in late 1995 after being worshipped for centuries [Credit: Reuters]The small eastern Chinese village of Yangchun will square...
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  • Roman 'domus' with mosaic floors unearthed in Auch, France

    Archaeologists have discovered the ruins of a luxurious 5th-century Roman palace in Auch in the Gers – and they face a race against time to excavate it.
    Excavation of Roman Imperial-era domus in Auch, France [Credit: © Jean-Louis Bellurget, Inrap]Abandoned some 16 centuries ago, this aristocratic ‘domus’ possessed private baths and splendid mosaics on the ground. It was close to the centre of the ancient Roman city of Augusta...
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  • Eastern Roman gold coins found in 1,500-year-old Chinese tomb

    Two Eastern Roman gold coins were found in a 1,500-year-old Chinese tomb in Northwest China's Xian City, the Shaanxi Provincial Institute of Archaeology (SPIA) said on Thursday.The tomb's owner, Lu Chou, died in 548 and the burial artefacts excavated include intact 
    coloured pottery figurines, camel figures and, most importantly, two gold coins from the 
    Eastern Roman Empire and a silver coin from Persia [Credit:...
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  • New excavation season starts in ancient Sagalassos

    Excavation and restoration work has resumed in the ancient city of Sagalassos in southwestern Turkey.Monumental centre of Sagalassos: The urban quarter of Upper Agora 
    [Credit: Turkish Ministry of Culture and Tourism ]A team of 90 people from different countries will work in the excavation area this year and the works will continue for the next three months. A team of five experts from the city’s Mehmet Akif Ersoy University...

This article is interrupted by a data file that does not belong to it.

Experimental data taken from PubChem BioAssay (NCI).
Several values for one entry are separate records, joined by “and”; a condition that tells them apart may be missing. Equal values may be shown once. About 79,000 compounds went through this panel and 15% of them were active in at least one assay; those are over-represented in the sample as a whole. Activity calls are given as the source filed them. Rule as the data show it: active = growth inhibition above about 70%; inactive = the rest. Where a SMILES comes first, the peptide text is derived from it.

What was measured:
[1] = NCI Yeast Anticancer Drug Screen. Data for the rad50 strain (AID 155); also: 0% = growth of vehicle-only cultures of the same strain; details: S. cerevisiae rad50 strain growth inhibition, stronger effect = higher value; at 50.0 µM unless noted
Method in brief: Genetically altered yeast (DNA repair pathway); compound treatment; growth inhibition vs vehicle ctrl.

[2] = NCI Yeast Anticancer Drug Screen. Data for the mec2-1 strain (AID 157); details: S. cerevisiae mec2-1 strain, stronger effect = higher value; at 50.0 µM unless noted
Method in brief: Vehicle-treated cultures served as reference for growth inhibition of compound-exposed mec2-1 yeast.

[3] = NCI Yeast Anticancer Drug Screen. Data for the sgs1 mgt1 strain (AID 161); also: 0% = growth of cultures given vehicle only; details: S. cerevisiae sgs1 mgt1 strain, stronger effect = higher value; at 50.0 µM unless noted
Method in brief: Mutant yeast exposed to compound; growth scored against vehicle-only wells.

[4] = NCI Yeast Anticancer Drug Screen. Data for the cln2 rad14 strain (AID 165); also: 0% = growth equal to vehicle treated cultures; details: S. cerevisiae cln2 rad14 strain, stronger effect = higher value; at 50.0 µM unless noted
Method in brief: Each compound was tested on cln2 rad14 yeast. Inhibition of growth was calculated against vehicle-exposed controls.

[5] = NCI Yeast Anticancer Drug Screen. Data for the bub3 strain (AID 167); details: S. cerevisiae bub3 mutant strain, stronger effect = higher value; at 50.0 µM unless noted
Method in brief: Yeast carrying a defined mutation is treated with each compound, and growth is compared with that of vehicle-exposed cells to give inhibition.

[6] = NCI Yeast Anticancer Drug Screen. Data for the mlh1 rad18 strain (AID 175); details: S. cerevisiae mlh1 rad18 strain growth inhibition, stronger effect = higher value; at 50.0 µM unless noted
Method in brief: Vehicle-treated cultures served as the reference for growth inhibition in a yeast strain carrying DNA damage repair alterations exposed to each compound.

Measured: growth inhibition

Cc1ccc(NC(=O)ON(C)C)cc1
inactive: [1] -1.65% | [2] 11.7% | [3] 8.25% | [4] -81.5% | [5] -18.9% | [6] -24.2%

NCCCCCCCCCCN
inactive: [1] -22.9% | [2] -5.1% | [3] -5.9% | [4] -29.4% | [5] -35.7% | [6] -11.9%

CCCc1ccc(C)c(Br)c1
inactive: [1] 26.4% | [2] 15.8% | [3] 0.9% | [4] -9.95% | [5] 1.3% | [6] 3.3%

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  • The last survivors on Earth

    The world's most indestructible species, the tardigrade, an eight-legged micro-animal, also known as the water bear, will survive until the Sun dies, according to a new Oxford University collaboration.The tardigrade, also known as the water bear, is the toughest, most resilient, form of life on Earth 
    [Credit: Shutterstock]The new study published in Scientific Reports, has shown that the tiny creatures, will survive the risk of...
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  • Re-creating old weapons for new discoveries of human history

    Metin Eren wasn't satisfied just digging up ancient arrowheads to learn about the past. He wanted to use them for their intended purpose.In this June 1, 2017, photo, Metin Eren, an archaeologist at Kent State University, looks at a newly chipped flake of 
    obsidian in Kent, Ohio. Eren runs a newly-opened laboratory which makes replicas of ancient arrows, knives, 
    and pottery to be shot, crushed, and smashed. It's allowing...
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  • Eight new shipwrecks discovered in Greece’s Fourni archipelago

    A joint Greek-American expedition to the Fourni archipelago found eight new shipwrecks, bringing the total number of shipwrecks in the small archipelago to fifty-three. The Fourni Underwater Survey is one of the most exciting projects currently in archaeology. With the identification of 53 shipwrecks and much more coastline and deepwater areas to search, Fourni is among the largest concentrations of ancient shipwrecks in the...